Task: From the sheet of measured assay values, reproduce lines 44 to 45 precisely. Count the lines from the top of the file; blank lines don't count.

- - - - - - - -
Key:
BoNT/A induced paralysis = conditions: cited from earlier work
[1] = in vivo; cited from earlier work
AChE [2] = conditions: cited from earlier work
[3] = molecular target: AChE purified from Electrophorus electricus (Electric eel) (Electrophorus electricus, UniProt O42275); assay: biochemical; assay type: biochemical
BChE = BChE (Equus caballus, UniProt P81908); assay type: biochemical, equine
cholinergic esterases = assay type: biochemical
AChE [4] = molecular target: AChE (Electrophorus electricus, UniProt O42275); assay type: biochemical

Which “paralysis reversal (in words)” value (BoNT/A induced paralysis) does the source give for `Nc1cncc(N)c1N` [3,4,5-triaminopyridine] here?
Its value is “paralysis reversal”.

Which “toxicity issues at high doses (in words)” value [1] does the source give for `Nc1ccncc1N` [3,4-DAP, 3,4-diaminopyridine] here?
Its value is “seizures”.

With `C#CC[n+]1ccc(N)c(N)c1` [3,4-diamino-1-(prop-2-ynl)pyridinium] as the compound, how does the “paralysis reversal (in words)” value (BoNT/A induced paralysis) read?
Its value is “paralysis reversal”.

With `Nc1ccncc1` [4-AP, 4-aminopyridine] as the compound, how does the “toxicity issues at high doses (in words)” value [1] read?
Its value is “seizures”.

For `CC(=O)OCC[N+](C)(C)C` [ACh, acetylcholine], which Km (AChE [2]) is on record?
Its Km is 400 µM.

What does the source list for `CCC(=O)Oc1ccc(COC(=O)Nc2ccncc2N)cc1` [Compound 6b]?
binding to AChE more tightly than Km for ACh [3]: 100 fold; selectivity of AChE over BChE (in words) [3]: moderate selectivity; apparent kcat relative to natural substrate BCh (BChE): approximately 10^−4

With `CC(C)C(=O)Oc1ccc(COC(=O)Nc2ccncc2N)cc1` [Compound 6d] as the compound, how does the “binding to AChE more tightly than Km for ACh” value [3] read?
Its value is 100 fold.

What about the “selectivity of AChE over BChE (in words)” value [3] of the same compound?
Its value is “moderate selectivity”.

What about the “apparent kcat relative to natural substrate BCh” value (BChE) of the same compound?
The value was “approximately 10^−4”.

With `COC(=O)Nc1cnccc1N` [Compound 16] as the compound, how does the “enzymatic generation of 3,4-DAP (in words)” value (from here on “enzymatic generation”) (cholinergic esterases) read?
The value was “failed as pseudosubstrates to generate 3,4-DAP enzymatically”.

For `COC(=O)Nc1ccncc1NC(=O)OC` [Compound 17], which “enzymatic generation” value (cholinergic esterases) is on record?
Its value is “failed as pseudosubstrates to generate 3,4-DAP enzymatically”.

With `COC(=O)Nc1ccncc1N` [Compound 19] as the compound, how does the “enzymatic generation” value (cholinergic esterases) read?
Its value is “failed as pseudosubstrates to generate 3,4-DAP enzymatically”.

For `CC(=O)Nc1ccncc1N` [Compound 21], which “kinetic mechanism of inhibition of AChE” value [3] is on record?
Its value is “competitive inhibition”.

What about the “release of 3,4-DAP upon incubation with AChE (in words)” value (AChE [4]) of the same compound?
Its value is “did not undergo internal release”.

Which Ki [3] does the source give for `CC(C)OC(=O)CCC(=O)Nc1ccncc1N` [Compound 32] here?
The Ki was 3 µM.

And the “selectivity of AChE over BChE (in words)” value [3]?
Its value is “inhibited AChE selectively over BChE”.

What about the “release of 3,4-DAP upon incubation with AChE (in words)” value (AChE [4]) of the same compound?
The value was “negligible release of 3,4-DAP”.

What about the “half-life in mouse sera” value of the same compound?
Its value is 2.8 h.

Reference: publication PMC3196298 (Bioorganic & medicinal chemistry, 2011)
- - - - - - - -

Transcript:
Its value is 2.8 h.

Reference: publication PMC3196298 (Bioorganic & medicinal chemistry, 2011)